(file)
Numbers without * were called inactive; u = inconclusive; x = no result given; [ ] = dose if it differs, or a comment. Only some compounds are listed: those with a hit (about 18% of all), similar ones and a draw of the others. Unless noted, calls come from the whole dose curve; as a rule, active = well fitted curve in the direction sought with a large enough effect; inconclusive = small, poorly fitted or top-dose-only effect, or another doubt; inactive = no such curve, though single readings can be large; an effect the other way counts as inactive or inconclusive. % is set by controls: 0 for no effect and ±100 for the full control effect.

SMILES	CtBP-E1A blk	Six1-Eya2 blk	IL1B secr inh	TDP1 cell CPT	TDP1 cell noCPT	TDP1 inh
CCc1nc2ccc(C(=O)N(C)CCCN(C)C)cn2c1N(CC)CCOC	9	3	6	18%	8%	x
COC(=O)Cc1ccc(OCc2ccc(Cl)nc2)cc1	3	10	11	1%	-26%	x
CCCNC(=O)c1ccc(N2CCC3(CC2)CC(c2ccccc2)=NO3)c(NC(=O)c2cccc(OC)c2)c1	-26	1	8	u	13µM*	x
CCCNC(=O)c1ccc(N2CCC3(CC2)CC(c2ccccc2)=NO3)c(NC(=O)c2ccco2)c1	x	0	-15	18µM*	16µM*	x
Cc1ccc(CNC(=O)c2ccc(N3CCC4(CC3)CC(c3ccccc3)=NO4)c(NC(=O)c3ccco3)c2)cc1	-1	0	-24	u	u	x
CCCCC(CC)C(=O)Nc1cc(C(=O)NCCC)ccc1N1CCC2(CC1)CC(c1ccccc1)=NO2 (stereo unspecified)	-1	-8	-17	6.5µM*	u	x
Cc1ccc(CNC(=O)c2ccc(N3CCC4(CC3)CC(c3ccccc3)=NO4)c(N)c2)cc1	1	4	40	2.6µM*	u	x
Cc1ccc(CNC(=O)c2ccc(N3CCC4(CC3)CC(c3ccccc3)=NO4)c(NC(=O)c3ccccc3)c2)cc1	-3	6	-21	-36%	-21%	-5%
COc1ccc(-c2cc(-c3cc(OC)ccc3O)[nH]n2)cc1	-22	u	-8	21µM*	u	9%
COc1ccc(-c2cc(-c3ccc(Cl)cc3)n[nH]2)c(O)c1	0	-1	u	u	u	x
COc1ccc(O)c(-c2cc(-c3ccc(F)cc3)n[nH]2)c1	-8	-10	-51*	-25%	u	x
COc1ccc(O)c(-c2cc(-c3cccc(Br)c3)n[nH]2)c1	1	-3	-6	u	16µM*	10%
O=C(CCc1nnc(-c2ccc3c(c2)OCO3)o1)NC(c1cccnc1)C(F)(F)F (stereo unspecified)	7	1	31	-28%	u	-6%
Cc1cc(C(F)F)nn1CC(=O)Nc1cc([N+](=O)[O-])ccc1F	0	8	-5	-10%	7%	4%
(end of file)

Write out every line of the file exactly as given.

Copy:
Numbers without * were called inactive; u = inconclusive; x = no result given; [ ] = dose if it differs, or a comment. Only some compounds are listed: those with a hit (about 18% of all), similar ones and a draw of the others. Unless noted, calls come from the whole dose curve; as a rule, active = well fitted curve in the direction sought with a large enough effect; inconclusive = small, poorly fitted or top-dose-only effect, or another doubt; inactive = no such curve, though single readings can be large; an effect the other way counts as inactive or inconclusive. % is set by controls: 0 for no effect and ±100 for the full control effect.

SMILES	CtBP-E1A blk	Six1-Eya2 blk	IL1B secr inh	TDP1 cell CPT	TDP1 cell noCPT	TDP1 inh
CCc1nc2ccc(C(=O)N(C)CCCN(C)C)cn2c1N(CC)CCOC	9	3	6	18%	8%	x
COC(=O)Cc1ccc(OCc2ccc(Cl)nc2)cc1	3	10	11	1%	-26%	x
CCCNC(=O)c1ccc(N2CCC3(CC2)CC(c2ccccc2)=NO3)c(NC(=O)c2cccc(OC)c2)c1	-26	1	8	u	13µM*	x
CCCNC(=O)c1ccc(N2CCC3(CC2)CC(c2ccccc2)=NO3)c(NC(=O)c2ccco2)c1	x	0	-15	18µM*	16µM*	x
Cc1ccc(CNC(=O)c2ccc(N3CCC4(CC3)CC(c3ccccc3)=NO4)c(NC(=O)c3ccco3)c2)cc1	-1	0	-24	u	u	x
CCCCC(CC)C(=O)Nc1cc(C(=O)NCCC)ccc1N1CCC2(CC1)CC(c1ccccc1)=NO2 (stereo unspecified)	-1	-8	-17	6.5µM*	u	x
Cc1ccc(CNC(=O)c2ccc(N3CCC4(CC3)CC(c3ccccc3)=NO4)c(N)c2)cc1	1	4	40	2.6µM*	u	x
Cc1ccc(CNC(=O)c2ccc(N3CCC4(CC3)CC(c3ccccc3)=NO4)c(NC(=O)c3ccccc3)c2)cc1	-3	6	-21	-36%	-21%	-5%
COc1ccc(-c2cc(-c3cc(OC)ccc3O)[nH]n2)cc1	-22	u	-8	21µM*	u	9%
COc1ccc(-c2cc(-c3ccc(Cl)cc3)n[nH]2)c(O)c1	0	-1	u	u	u	x
COc1ccc(O)c(-c2cc(-c3ccc(F)cc3)n[nH]2)c1	-8	-10	-51*	-25%	u	x
COc1ccc(O)c(-c2cc(-c3cccc(Br)c3)n[nH]2)c1	1	-3	-6	u	16µM*	10%
O=C(CCc1nnc(-c2ccc3c(c2)OCO3)o1)NC(c1cccnc1)C(F)(F)F (stereo unspecified)	7	1	31	-28%	u	-6%
Cc1cc(C(F)F)nn1CC(=O)Nc1cc([N+](=O)[O-])ccc1F	0	8	-5	-10%	7%	4%